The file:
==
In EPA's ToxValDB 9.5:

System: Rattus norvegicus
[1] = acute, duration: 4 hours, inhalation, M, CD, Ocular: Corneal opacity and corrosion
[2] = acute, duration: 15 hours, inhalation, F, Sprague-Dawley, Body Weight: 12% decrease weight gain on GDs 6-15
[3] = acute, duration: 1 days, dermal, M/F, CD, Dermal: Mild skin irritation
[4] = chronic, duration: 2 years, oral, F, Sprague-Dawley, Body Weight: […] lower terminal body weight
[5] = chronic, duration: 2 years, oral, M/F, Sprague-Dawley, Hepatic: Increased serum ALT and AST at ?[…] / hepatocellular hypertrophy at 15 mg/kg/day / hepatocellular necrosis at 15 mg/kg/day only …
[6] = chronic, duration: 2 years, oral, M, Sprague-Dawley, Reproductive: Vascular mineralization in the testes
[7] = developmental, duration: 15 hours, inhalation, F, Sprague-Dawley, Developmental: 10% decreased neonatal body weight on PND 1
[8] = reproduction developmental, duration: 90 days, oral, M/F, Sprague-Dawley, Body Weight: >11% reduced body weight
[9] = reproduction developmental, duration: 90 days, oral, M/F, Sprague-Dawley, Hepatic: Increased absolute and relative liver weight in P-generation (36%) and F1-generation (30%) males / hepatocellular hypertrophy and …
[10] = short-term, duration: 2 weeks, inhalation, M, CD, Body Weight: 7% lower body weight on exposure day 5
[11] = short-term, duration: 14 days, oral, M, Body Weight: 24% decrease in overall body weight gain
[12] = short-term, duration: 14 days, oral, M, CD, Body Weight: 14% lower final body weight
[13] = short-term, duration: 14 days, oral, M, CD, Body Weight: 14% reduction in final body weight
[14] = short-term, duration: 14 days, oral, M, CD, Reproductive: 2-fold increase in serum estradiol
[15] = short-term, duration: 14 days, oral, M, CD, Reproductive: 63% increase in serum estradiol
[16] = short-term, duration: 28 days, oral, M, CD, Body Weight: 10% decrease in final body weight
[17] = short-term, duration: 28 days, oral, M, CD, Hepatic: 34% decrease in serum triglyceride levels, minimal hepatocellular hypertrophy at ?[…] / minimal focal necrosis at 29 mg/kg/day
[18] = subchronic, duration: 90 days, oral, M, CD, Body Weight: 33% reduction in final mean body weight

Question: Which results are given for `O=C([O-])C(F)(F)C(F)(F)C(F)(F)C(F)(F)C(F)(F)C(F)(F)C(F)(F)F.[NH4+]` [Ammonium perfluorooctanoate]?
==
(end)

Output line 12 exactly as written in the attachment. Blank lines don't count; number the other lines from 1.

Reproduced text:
[10] = short-term, duration: 2 weeks, inhalation, M, CD, Body Weight: 7% lower body weight on exposure day 5